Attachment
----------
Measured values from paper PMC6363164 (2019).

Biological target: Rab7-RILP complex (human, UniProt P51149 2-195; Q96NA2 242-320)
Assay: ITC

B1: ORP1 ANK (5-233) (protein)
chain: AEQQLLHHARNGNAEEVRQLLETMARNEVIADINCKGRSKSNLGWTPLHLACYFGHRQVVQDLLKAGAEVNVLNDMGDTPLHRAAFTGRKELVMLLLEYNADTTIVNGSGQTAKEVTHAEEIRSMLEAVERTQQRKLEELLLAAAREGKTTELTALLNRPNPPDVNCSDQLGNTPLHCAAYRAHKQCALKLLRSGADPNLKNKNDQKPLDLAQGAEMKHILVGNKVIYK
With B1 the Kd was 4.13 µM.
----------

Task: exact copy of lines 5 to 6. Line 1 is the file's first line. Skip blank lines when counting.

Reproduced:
chain: AEQQLLHHARNGNAEEVRQLLETMARNEVIADINCKGRSKSNLGWTPLHLACYFGHRQVVQDLLKAGAEVNVLNDMGDTPLHRAAFTGRKELVMLLLEYNADTTIVNGSGQTAKEVTHAEEIRSMLEAVERTQQRKLEELLLAAAREGKTTELTALLNRPNPPDVNCSDQLGNTPLHCAAYRAHKQCALKLLRSGADPNLKNKNDQKPLDLAQGAEMKHILVGNKVIYK
With B1 the Kd was 4.13 µM.